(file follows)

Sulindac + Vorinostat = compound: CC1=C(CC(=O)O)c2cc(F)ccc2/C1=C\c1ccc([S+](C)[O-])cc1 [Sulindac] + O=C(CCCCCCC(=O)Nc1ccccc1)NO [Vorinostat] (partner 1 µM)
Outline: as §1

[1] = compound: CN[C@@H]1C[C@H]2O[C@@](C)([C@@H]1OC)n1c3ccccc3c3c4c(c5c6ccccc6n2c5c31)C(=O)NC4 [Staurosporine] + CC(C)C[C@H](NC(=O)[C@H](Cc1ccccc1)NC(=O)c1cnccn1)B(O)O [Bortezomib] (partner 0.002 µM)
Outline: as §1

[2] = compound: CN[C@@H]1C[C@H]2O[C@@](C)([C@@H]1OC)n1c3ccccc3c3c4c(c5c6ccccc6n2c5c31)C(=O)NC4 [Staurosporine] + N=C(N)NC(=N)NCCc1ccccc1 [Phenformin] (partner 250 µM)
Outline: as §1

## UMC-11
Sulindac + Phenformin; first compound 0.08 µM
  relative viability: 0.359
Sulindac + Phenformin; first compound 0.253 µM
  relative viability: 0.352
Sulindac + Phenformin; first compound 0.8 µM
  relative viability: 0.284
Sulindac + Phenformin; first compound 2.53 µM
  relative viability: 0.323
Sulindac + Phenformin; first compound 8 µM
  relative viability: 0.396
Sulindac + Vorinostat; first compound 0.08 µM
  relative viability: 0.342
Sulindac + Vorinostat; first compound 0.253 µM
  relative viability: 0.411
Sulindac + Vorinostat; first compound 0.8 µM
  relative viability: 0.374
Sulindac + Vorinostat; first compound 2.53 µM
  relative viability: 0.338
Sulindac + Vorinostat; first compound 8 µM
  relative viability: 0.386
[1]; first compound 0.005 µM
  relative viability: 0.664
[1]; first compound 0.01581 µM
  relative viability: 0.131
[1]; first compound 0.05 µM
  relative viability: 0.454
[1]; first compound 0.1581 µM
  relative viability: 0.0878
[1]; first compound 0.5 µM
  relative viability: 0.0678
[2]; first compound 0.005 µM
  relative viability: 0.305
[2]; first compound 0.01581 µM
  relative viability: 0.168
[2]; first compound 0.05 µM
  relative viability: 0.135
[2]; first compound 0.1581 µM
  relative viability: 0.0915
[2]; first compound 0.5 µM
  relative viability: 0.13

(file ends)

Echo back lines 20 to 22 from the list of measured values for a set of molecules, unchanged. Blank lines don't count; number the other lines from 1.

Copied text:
Sulindac + Vorinostat; first compound 0.253 µM
  relative viability: 0.411
Sulindac + Vorinostat; first compound 0.8 µM